Sen. Chuck Schumer (D-NY) said Sunday that in addition to passing an amnesty bill this year that will only be implemented once President Barack Obama leaves office in 2017, Congress should also, in that bill, allow those who came to the country illegally as late as December 31, 2013 to be eligible for amnesty.
Appearing on NBC’s Meet The Press with host David Gregory, Schumer, who co-wrote the Senate immigration bill that the Congressional Budget Office determined would lower the wages of working class Americans and has conceded that amnesty would have passed long ago were it not for the strength of the Tea Party, suggested that if Congress passes a bill that delays the implementation of new immigration laws, the cutoff date for amnesty should also be extended as well.
He said that Congress could also “simply move the date back from December 31st, 2011 to December 31st 2013” as to when the deadline would be “for people who could get even legalization or citizenship.”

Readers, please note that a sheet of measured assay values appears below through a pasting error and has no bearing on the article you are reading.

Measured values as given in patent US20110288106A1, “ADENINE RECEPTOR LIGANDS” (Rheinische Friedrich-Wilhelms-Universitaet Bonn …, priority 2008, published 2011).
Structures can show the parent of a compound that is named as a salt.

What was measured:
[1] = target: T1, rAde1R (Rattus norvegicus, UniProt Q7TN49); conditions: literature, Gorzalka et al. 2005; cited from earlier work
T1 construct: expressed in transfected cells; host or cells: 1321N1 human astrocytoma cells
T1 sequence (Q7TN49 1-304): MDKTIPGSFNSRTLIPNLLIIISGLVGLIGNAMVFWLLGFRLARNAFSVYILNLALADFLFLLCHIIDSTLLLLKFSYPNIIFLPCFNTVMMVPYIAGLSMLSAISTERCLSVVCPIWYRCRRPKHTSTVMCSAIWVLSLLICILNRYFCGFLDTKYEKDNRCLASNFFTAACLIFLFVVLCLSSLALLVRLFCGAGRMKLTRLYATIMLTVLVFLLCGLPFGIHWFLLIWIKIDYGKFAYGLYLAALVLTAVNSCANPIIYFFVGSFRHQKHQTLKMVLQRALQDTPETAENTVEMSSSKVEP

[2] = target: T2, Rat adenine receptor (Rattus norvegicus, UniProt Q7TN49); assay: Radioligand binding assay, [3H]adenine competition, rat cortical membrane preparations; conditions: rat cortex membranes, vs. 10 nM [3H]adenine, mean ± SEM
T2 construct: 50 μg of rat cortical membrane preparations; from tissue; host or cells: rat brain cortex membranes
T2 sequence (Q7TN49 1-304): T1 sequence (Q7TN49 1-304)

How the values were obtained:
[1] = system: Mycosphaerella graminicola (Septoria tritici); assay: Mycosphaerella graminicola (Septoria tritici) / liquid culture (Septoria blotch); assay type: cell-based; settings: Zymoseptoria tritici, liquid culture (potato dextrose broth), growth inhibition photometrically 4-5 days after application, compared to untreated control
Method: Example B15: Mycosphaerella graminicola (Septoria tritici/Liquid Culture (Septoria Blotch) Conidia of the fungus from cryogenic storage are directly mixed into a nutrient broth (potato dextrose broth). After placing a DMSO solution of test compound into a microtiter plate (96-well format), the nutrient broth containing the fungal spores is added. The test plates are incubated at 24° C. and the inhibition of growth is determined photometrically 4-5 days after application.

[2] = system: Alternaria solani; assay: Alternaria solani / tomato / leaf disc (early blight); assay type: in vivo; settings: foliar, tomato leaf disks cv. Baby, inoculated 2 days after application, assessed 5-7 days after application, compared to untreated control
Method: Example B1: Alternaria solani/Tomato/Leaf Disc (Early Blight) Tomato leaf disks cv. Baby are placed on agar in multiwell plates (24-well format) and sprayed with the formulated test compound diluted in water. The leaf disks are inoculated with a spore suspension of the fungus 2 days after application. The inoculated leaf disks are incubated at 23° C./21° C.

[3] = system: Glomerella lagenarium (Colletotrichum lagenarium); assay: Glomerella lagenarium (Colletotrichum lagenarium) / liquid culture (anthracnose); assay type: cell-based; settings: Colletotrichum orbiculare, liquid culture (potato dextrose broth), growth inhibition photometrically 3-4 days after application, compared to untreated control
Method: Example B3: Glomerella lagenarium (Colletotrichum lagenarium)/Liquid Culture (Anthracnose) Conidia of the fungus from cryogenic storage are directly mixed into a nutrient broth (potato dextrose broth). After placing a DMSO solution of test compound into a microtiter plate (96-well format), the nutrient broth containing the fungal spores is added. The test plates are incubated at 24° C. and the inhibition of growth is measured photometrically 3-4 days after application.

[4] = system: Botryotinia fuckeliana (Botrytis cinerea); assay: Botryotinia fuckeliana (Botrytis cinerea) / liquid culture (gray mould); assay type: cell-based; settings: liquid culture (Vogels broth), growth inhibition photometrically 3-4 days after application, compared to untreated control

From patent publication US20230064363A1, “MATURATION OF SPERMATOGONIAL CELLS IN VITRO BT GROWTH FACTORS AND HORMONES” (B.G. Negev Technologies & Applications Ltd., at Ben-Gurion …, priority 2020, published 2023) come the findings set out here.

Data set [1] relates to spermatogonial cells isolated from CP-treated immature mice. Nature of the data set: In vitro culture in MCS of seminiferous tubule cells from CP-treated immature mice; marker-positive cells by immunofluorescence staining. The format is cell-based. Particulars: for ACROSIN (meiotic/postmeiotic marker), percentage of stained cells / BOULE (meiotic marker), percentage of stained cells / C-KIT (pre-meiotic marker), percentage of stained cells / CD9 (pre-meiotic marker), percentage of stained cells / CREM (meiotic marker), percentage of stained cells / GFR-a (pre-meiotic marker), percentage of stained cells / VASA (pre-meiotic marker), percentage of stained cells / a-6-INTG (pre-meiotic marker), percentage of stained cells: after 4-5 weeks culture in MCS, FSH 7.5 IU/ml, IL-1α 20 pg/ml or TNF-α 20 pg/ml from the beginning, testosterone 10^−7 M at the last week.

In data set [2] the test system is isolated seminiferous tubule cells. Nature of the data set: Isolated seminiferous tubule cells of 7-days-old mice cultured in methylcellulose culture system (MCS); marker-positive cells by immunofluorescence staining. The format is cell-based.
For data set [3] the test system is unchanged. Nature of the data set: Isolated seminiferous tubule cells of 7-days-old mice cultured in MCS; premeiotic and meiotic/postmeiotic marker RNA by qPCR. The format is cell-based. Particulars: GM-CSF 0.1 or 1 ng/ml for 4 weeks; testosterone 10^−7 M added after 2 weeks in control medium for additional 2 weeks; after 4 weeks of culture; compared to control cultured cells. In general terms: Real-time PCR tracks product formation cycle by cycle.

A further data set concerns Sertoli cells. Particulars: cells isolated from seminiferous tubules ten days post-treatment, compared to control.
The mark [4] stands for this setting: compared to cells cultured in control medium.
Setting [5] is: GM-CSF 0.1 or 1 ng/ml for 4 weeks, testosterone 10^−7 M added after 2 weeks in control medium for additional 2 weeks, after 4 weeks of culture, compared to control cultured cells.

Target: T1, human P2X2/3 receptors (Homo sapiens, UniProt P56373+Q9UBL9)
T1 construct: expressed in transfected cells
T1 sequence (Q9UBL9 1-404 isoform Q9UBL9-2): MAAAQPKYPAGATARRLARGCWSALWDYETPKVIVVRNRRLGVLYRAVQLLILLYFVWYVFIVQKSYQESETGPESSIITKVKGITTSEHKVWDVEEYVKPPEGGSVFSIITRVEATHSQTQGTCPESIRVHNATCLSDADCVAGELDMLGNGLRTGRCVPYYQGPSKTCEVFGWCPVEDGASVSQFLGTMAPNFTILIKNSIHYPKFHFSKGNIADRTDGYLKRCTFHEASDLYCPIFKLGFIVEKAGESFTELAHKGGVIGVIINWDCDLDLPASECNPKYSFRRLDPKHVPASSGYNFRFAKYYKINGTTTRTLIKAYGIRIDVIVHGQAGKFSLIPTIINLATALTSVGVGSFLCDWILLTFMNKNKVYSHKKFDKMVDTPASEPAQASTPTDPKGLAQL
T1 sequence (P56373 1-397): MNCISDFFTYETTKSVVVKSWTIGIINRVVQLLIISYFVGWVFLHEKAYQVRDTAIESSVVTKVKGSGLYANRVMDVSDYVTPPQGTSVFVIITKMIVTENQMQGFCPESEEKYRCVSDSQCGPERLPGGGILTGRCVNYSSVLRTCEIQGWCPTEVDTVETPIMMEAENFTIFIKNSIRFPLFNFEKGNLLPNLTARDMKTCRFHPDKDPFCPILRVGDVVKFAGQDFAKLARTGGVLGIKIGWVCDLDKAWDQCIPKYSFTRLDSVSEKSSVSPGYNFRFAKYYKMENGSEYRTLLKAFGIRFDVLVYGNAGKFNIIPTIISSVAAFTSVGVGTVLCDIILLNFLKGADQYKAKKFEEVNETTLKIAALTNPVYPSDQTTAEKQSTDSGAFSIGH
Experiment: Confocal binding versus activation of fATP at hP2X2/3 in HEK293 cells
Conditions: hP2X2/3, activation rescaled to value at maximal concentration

In the Senate’s comprehensive immigration reform bill that passed last year with the help of Republican Senators like Sen. John McCain (R-AZ), Sen. Lindsey Graham (R-SC), and Sen. Marco Rubio (R-FL), illegal immigrants who came to the country as late as December 31, 2011 would be eligible for amnesty.
Agreeing wth Rep. Luis Gutierrez (D-IL), who has also previously said that this year would be the last chance for amnesty legislation, Schumer had a sense of urgency in proposing his “solution” in light of House Speaker John Boehner’s (R-OH) comments last week that Republicans may not proceed on immigration until they can trust that President Barack Obama will not circumvent the new laws with various executive actions. Boehner’s remarks came nearly a week after the House GOP leadership released its “immigration principles” that many Republicans found to be problematic.